What: Fishtales Bar & Grill at the Benjamin Harvey Inn
Where: 3075 Lakeside Drive, Harveys Lake
Credit cards? Yes
Wheelchair accessible? Yes
Why we went: A new casual eatery at Harveys Lake? Of course we wanted to see (and try). Plus, we’ve been curious ever since the Lakeside Skillet and Romayne’s Ballroom opened on the same property, with the promise that this casual pub and eatery was coming soon downstairs. But this isn’t a basement, per se, so don’t feel claustrophobic. The entrance is level with the rear parking lot, and the other two restaurants on site face front on a hill.
Menu highlights: Now this may come as a surprise — kidding — but the fish is impressive. At least the baked haddock hit every mark. Flaky. Firm but tender. Fresh. Under $20. And with all the right accompaniments, including drawn butter, which was a beautiful bonus that gave this classic whitefish the look and feel of a poor man’s lobster. Shouts-out to the side dishes, green beans (not from a can) with wonderful slivered almonds and a cup of coleslaw that pleased two of the most discriminating slaw critics I know. Why? Creamy but not watery and not so thick it’s dry and useless. Said one: Can’t put your finger on why with coleslaw sometimes. It’s just an immediate sensory perception, and this one is just good. They call it hand-cut here. Aficionados know exactly what that means.
Full dinners also come with two long and fresh baked breadsticks, a nice touch. Our haddock eater and beef eater greeted those with equal gusto. The beef eater, by the way, had another $20ish plate of fabulously tender beef tips in a Gorgonzola cheese sauce deemed nearly perfect — and this from a despiser of bleu cheese, so that must say something.
Other choices: In addition to a full array of three-part dinners, casual fare makes its case here. Burgers are a good choice, as patties are hand-formed, juicy and substantial. We were not asked for a cooking preference and let it ride as chef’s choice. That turned out to be medium, which was fine. A jalapeno burger, sprinkled with a few jalapeno rings atop, which were advertised as fried but seemed uncooked (still OK), was enjoyable. Fries on the side were unremarkable, but no offense taken. One side note: A sure way to kill the joy of a good burger is to place it on a stale roll, and unfortunately this one leaned that way. Otherwise, this could have been a contender — for burger supremacy.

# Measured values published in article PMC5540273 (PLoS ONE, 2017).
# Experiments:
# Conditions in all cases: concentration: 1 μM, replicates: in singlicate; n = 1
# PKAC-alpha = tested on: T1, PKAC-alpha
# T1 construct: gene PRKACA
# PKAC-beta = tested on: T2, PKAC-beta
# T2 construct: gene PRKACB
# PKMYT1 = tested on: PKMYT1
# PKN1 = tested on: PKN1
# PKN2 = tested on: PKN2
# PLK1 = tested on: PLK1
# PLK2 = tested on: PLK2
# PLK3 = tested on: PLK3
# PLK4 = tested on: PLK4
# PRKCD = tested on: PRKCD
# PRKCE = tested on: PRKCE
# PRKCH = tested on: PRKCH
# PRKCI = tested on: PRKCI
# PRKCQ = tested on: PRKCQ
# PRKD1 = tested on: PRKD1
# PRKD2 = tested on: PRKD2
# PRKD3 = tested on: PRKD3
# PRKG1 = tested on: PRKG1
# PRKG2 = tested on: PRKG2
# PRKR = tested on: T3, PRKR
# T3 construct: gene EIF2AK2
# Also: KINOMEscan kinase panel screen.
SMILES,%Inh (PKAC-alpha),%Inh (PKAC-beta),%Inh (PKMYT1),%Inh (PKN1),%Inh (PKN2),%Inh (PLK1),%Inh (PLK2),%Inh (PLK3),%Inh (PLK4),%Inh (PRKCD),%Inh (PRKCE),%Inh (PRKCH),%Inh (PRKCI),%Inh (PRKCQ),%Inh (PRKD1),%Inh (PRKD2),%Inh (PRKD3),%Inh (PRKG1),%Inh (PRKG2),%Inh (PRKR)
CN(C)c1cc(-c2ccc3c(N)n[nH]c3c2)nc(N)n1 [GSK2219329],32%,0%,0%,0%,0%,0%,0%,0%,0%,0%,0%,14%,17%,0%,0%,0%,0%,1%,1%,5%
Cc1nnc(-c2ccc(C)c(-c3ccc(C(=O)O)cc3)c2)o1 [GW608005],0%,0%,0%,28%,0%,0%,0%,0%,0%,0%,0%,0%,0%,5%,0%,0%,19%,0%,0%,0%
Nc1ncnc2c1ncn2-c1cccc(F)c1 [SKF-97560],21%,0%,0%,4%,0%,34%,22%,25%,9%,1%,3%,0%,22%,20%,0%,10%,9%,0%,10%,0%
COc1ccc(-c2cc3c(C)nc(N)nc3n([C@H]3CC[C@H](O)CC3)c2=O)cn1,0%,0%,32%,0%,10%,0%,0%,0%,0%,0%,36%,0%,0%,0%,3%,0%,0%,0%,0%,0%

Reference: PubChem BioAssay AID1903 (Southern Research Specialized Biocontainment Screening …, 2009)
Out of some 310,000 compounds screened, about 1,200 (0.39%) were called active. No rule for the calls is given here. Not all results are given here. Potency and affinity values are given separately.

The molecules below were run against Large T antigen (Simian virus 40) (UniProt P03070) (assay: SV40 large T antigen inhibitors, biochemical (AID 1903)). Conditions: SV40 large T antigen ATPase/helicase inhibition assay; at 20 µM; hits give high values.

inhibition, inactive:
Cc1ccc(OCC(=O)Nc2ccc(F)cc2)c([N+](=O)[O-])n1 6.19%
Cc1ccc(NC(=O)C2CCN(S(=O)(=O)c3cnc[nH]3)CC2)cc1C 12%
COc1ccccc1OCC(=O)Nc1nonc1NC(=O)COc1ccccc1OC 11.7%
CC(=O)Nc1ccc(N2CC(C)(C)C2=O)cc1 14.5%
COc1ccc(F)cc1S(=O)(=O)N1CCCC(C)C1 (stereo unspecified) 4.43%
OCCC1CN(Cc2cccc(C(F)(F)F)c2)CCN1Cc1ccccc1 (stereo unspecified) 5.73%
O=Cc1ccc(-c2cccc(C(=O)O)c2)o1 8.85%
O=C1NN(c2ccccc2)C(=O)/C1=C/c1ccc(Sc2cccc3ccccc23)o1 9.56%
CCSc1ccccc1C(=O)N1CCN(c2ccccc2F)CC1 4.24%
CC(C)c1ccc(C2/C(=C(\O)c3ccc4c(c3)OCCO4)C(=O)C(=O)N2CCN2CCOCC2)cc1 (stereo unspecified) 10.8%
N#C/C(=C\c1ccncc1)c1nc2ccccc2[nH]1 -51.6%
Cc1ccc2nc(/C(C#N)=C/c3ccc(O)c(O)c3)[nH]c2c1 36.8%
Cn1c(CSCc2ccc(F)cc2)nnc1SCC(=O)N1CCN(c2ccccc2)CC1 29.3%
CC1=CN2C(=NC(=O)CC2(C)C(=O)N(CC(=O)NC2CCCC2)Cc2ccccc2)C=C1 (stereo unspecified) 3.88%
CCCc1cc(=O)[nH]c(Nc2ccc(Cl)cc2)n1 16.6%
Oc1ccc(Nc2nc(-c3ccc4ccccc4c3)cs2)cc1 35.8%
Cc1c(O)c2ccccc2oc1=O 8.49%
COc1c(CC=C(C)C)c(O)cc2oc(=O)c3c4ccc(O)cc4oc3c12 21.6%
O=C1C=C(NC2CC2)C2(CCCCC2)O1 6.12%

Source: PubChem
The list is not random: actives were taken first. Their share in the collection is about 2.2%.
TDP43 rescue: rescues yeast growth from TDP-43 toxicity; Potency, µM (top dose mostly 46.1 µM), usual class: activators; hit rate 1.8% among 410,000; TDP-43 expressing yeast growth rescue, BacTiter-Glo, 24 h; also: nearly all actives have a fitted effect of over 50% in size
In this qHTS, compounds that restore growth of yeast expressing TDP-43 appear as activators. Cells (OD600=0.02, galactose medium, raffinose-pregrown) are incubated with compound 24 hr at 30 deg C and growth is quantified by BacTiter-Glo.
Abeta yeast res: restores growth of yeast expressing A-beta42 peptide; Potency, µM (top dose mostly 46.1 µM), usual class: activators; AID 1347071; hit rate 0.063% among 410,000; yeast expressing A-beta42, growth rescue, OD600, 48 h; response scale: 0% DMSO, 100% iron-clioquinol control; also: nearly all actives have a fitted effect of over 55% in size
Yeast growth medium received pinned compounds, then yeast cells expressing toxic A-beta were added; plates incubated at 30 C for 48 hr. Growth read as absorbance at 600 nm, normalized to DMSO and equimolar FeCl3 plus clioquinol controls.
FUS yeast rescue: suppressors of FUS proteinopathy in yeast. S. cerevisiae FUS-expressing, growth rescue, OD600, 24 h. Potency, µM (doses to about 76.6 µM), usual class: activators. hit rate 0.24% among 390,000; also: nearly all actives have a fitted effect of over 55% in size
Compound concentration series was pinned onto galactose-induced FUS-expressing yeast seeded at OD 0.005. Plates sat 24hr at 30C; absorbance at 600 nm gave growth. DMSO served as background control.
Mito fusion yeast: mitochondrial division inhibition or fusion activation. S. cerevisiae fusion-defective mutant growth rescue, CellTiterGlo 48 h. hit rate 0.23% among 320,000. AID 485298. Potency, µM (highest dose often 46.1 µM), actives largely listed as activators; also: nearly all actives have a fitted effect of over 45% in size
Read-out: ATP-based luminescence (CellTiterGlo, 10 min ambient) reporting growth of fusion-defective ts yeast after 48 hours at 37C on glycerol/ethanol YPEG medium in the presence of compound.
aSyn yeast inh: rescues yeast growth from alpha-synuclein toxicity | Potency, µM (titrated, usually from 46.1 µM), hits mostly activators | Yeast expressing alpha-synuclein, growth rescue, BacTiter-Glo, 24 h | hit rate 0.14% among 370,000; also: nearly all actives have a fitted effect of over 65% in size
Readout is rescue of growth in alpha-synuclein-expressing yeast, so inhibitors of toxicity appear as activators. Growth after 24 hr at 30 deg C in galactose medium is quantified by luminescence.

Certain appetizers are worth noting. Fried green beans, to name just one, were especially crunchy with a soy-sesame dipping sauce that was much better than the ranch stuff that usually accompanies this choice. It also perked up the burger-accompanying fries.
Beverages: Choose from a laundry list of $6 specialty drinks, served in a tall glass with a straw and all bearing lake-themed names, as well as a host of interesting beers on tap. The extensive menu also promises that the bar is stocked so options are not limited to what’s on the menu.
Ambience: Fun, fun, fun. The place was quite a bit roomier than we expected, with a large bar in the main room, fronted by pub tables with several lower-to-the-ground seating options off to the side. Forming a slightly elevated stem in a sort of L shape is an equally large, almost-secondary dining room with comfortably spacious round tables offering more privacy and more distance from the live music (if you prefer things quieter). Not that the music is ear-splitting by any means. On a Saturday night, the entertainment was nicely mellow. An Eagles cover or two gave us a peaceful, easy feeling indeed.
Decor: No detail overlooked. The carpet is patterned with fish, and signage and other decor are all lake life all the time. Even the bathrooms, commendably large and clean, are well-decorated and lake-themed.
Overall impression: Wonderful spot, wonderful addition to the lake, whether you live there, recreate there or not. And that’s no fish tale.